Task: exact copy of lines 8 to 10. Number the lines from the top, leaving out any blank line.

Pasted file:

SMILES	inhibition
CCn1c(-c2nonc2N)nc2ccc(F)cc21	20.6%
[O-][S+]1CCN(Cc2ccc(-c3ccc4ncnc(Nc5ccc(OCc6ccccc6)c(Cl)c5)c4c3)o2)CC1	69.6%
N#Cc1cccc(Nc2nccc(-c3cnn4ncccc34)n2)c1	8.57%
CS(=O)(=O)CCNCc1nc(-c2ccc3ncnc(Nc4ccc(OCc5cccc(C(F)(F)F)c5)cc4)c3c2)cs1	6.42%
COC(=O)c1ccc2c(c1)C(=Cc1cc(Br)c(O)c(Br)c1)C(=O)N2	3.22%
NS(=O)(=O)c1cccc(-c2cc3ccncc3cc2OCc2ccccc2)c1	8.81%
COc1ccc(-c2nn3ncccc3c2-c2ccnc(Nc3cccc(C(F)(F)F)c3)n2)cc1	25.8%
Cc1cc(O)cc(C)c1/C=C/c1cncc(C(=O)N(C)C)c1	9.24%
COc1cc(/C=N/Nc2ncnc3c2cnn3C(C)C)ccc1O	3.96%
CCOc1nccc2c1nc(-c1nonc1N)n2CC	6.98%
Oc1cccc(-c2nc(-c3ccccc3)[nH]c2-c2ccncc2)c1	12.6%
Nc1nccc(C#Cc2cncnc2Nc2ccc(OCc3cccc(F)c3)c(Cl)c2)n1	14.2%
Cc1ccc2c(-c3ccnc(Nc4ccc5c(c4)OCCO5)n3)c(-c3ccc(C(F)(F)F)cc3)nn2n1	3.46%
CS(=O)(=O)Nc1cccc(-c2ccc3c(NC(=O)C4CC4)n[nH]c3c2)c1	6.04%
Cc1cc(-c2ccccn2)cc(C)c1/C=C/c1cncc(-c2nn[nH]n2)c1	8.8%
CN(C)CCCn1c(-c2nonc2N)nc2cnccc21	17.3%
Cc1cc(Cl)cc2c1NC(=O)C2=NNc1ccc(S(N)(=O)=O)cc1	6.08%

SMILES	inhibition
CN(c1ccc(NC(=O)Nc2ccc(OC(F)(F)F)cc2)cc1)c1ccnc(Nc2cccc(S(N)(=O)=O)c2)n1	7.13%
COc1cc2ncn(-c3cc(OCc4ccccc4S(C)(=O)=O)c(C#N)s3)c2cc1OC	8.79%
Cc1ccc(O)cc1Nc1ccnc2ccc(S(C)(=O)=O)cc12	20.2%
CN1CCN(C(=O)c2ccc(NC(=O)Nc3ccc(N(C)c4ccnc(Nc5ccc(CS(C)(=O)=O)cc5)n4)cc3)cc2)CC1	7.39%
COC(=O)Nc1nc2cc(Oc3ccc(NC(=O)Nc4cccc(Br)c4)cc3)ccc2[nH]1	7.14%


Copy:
COc1ccc(-c2nn3ncccc3c2-c2ccnc(Nc3cccc(C(F)(F)F)c3)n2)cc1	25.8%
Cc1cc(O)cc(C)c1/C=C/c1cncc(C(=O)N(C)C)c1	9.24%
COc1cc(/C=N/Nc2ncnc3c2cnn3C(C)C)ccc1O	3.96%